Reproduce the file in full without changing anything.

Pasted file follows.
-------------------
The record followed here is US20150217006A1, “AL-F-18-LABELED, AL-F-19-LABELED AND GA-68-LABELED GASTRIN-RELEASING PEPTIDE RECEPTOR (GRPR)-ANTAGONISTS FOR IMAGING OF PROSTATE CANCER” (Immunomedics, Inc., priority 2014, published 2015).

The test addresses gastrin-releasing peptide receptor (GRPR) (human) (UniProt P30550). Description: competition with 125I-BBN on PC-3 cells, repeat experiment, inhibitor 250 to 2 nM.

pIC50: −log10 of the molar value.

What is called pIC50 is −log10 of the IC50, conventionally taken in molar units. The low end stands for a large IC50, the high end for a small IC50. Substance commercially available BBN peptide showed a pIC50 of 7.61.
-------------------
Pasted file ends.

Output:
The record followed here is US20150217006A1, “AL-F-18-LABELED, AL-F-19-LABELED AND GA-68-LABELED GASTRIN-RELEASING PEPTIDE RECEPTOR (GRPR)-ANTAGONISTS FOR IMAGING OF PROSTATE CANCER” (Immunomedics, Inc., priority 2014, published 2015).

The test addresses gastrin-releasing peptide receptor (GRPR) (human) (UniProt P30550). Description: competition with 125I-BBN on PC-3 cells, repeat experiment, inhibitor 250 to 2 nM.

pIC50: −log10 of the molar value.

What is called pIC50 is −log10 of the IC50, conventionally taken in molar units. The low end stands for a large IC50, the high end for a small IC50. Substance commercially available BBN peptide showed a pIC50 of 7.61.